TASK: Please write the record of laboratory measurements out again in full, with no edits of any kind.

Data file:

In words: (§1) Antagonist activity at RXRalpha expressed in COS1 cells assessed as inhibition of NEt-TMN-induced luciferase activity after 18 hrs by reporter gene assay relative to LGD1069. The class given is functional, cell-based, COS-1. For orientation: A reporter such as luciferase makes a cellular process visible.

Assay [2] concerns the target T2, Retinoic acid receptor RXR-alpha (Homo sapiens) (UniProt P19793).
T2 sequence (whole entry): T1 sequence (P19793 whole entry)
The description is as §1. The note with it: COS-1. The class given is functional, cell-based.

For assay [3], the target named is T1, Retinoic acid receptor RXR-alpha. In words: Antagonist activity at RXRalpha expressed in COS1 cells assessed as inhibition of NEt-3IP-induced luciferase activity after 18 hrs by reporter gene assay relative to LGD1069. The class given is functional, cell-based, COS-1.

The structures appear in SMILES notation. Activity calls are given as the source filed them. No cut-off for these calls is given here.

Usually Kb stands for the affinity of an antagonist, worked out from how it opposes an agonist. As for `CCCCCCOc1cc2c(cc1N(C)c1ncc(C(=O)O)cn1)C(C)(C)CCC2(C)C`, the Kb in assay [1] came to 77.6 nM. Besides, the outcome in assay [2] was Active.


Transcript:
In words: (§1) Antagonist activity at RXRalpha expressed in COS1 cells assessed as inhibition of NEt-TMN-induced luciferase activity after 18 hrs by reporter gene assay relative to LGD1069. The class given is functional, cell-based, COS-1. For orientation: A reporter such as luciferase makes a cellular process visible.

Assay [2] concerns the target T2, Retinoic acid receptor RXR-alpha (Homo sapiens) (UniProt P19793).
T2 sequence (whole entry): T1 sequence (P19793 whole entry)
The description is as §1. The note with it: COS-1. The class given is functional, cell-based.

For assay [3], the target named is T1, Retinoic acid receptor RXR-alpha. In words: Antagonist activity at RXRalpha expressed in COS1 cells assessed as inhibition of NEt-3IP-induced luciferase activity after 18 hrs by reporter gene assay relative to LGD1069. The class given is functional, cell-based, COS-1.

The structures appear in SMILES notation. Activity calls are given as the source filed them. No cut-off for these calls is given here.

Usually Kb stands for the affinity of an antagonist, worked out from how it opposes an agonist. As for `CCCCCCOc1cc2c(cc1N(C)c1ncc(C(=O)O)cn1)C(C)(C)CCC2(C)C`, the Kb in assay [1] came to 77.6 nM. Besides, the outcome in assay [2] was Active.